2020 Artificial Intelligence & Machine Learning Predictions.
Reflections and predictions on the state of artificial intelligence & machine learning, by Jorge Garcia de Bustos, Technical Presales Consultant at Godel Technologies.
Open the pages of business and technology magazines and everyone has a view on what artificial intelligence and machine learning will mean for not only commercial entities, but the wider world we live in. Here we asked Godel Technical Presales Consultant Jorge Garcia de Bustos for his thoughts on the subject and to give us a prediction for the direction things may go in.
1. What has led us to our current position in artificial intelligence and machine learning?
Four key factors have made the adoption of machine learning possible in the last decade:
a. Availability of data. Collectively we are producing quintillions of megabytes of data (that is 1 followed by 18 zeroes!) every single day.
b. The cost of data storage has fallen by several orders of magnitude in the last 30 years, and public cloud providers offer multiple options to store ever-increasing volumes of data without having to own a costly data centre.
c. ML toolkits and APIs have become more mature, with many well-documented open-source libraries for languages like Python, R and Java.
d. Computing power increased for many years following Moore’s Law, and now we have specific hardware like GPU and TPU to accelerate model training and inference.
2. What are the challenges?
We must de-mystify machine learning. In the same way that police forensics is not quite like the ‘CSI’ TV series, data science and ML is not like in films. Laypersons often expect magic, but we must avoid selling smoke & mirrors and set the right expectation on what the tools can or can’t do.
As we move forward it’s crucial that development teams and data scientists start to work together. Trained ML models are beginning to appear in IT systems, fulfilling very specific purposes. We’re already a long way down the road in terms of the concepts of test automation, continuous integration and continuous deployment within software development. Now, these processes must be applied to training and deploying machine learning models too.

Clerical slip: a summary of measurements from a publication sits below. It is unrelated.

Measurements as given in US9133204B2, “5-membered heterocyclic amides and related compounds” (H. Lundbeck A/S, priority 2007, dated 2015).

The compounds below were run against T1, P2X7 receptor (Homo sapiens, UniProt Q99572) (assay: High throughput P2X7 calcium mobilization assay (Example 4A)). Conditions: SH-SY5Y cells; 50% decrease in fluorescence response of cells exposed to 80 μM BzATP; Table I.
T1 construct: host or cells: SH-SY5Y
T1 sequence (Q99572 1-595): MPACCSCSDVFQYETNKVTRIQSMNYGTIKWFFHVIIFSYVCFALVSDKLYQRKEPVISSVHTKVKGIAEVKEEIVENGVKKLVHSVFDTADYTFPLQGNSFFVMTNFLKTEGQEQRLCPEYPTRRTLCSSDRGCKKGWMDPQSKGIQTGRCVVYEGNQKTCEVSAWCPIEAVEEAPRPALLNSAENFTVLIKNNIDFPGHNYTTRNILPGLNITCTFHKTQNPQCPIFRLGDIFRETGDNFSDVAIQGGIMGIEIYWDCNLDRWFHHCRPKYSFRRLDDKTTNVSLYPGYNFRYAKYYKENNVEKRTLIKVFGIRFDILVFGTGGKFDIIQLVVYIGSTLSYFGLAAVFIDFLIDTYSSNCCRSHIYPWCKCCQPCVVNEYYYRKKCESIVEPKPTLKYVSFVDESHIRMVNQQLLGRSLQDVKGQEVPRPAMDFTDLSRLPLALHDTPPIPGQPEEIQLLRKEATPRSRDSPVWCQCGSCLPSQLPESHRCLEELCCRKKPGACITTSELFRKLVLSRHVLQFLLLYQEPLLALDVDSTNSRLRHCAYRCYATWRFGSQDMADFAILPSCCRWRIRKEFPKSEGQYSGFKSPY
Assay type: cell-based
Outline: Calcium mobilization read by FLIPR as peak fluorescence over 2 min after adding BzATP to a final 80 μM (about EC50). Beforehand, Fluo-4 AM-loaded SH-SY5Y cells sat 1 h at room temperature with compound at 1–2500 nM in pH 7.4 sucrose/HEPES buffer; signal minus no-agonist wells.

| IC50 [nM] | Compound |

This can only be achieved if the teams collaborate – in much the same way that QA and development teams have generally grown to work integrally with one another. Data scientists can’t sit in isolation without a view of the right tools and processes needed to build robust applications, because machine learning models that rely on core applications need to be built correctly as the apps themselves were.
3. What’s your biggest prediction for AI and ML in 2020?
At some point soon, there’s going to be a machine learning crash. The tools we have today are pretty unintelligent compared with what we aspire for them to be. They need data that is rigidly similar to the datasets upon which they were trained, which makes them brittle and prone to error when unexpected events occur. If we apply machine learning to scenarios it wasn’t meant for – especially where outcomes are sensitive and have the potential for disaster if things go wrong – we’ll create disillusionment around the ‘magic’ abilities of artificial intelligence/machine learning technologies. It has extremely valuable uses; it saves costs massively when applied correctly. But until some it’s revolutionised to be as robust as we need, it can’t extend beyond these specific purposes. And we can’t predict when, or if, that will happen.